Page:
A Part of the Community

Challener and Steakley wax as enthusiastically about the entire Austin artistic scene as they do about their own venue. They feel that ZACH has a responsibility to the city and view themselves as part of the greater community.

Such thought has governed the Topfer Theatre Campaign, a landmark redesign in which ZACH will reopen in 2012 with a new home on the banks of Lady Bird Lake that will include a 420-seat theater. Designed by Andersson-Wise Architects (which also designed Austin's W Hotel and the Austin City Limits Live at the Moody Theater), the theater's Karen Kuykendall Stage will be three and a half times larger than ZACH's current Kleberg Stage. Challener views ZACH as a community gathering space, and every aspect of the expansion supports the mindset. The new lobby will overlook the Austin skyline, and audience members will be encouraged to stay for drinks at the bar after the show, when the actors will join them.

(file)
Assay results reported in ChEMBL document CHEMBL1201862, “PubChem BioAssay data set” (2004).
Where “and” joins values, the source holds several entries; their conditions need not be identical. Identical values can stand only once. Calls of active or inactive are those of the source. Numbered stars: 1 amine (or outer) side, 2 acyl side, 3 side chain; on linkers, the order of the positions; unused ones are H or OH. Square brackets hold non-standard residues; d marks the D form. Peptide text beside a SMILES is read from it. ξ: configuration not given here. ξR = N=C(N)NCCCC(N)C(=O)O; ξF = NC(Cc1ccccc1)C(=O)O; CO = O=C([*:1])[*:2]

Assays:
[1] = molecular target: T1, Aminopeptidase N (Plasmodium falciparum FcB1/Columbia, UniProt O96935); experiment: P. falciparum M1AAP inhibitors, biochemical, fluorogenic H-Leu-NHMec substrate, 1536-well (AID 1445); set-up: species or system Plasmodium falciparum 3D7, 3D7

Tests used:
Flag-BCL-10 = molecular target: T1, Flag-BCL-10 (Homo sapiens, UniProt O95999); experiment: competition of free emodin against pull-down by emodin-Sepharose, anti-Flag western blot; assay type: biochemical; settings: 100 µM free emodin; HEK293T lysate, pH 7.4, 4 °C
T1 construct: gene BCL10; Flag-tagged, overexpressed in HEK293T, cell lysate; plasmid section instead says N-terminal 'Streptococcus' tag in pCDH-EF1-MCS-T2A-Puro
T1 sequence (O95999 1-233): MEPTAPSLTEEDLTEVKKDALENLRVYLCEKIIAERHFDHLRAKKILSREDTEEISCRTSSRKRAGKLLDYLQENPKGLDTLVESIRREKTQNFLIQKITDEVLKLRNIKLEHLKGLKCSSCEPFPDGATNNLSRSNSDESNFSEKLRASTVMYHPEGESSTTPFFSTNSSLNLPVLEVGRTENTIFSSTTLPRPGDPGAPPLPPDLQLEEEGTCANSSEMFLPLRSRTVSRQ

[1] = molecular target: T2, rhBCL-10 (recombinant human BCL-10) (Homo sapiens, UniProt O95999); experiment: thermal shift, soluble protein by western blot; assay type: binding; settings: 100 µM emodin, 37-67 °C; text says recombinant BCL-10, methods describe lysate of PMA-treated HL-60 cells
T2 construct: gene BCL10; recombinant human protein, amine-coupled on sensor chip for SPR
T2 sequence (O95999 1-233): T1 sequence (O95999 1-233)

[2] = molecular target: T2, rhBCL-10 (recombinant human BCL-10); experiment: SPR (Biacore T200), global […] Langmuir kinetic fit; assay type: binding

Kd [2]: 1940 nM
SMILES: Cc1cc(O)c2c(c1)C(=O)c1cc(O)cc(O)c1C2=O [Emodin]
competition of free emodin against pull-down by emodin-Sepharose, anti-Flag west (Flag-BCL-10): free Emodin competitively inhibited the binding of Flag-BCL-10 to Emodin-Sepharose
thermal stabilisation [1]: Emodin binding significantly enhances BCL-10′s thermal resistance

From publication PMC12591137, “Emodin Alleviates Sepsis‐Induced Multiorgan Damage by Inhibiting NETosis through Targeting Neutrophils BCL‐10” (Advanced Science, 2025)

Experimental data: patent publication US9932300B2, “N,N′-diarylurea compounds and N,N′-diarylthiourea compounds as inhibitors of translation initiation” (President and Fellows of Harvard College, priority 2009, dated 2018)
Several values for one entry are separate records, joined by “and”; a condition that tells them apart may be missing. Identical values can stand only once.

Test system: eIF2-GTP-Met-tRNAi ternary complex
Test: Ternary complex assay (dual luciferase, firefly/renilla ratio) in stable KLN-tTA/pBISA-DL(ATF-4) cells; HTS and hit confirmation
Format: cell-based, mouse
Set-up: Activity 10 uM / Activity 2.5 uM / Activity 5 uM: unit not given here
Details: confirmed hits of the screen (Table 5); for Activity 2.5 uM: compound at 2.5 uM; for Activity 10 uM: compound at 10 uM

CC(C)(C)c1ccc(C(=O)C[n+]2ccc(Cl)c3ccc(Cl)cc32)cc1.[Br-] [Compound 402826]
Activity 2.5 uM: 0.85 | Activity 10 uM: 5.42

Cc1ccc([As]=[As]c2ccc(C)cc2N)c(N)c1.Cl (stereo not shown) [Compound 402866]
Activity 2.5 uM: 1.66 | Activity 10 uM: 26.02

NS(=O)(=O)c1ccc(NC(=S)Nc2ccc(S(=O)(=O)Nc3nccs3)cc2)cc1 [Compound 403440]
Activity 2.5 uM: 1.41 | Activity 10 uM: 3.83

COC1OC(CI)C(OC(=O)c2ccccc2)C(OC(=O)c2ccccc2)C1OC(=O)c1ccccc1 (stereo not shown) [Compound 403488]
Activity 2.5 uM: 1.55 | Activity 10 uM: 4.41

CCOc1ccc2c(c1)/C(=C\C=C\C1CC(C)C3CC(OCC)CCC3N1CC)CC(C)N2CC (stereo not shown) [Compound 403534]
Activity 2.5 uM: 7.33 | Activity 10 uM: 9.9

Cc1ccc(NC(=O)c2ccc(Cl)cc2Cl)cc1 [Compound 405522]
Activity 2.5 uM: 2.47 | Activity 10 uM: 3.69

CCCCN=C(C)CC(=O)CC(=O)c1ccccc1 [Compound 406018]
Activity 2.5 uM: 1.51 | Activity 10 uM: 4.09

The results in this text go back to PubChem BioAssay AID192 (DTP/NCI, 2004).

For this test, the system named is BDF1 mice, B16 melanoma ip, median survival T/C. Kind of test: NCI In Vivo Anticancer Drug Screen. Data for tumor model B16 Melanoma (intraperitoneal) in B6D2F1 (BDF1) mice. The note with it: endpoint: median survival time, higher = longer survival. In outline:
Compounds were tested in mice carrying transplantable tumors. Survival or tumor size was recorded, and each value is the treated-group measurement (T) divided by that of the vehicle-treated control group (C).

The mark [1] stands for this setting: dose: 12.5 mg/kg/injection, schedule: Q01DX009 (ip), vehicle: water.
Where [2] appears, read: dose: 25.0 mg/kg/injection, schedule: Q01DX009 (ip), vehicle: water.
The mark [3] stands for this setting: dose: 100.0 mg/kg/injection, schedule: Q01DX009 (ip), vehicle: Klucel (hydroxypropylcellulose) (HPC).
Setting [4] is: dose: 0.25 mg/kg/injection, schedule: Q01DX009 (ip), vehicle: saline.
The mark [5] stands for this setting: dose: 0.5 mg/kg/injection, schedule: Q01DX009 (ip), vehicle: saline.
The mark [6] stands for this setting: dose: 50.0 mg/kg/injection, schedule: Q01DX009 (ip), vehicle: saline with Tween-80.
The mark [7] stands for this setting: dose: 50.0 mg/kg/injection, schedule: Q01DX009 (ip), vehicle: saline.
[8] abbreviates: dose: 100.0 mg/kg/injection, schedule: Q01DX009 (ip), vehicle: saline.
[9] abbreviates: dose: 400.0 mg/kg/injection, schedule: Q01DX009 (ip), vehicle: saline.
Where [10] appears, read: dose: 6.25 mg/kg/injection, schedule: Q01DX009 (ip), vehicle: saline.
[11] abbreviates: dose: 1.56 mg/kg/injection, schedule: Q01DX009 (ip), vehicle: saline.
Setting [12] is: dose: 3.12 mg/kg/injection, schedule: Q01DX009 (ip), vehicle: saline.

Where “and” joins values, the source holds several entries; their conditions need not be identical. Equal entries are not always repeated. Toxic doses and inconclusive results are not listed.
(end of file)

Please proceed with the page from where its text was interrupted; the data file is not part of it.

"I don't know that there's a theater in Austin that has a deeper commitment to community," Faires says, "and so much of that is driven by Steakley. He makes work for Austin, and his productions have the spirit of the city pulsing through them. He also has a company of some of the sharpest and funniest comedic actors in town."

Many of the actors who work with ZACH match Faires' passion. "ZACH has created such a tremendous sense of family both inside and outside of the organization," says actor Martin Burke, who has appeared in many ZACH productions and can be seen this season in a revival of "The Laramie Project," David Sedaris' "The Santaland Diaries," and "Fully Committed."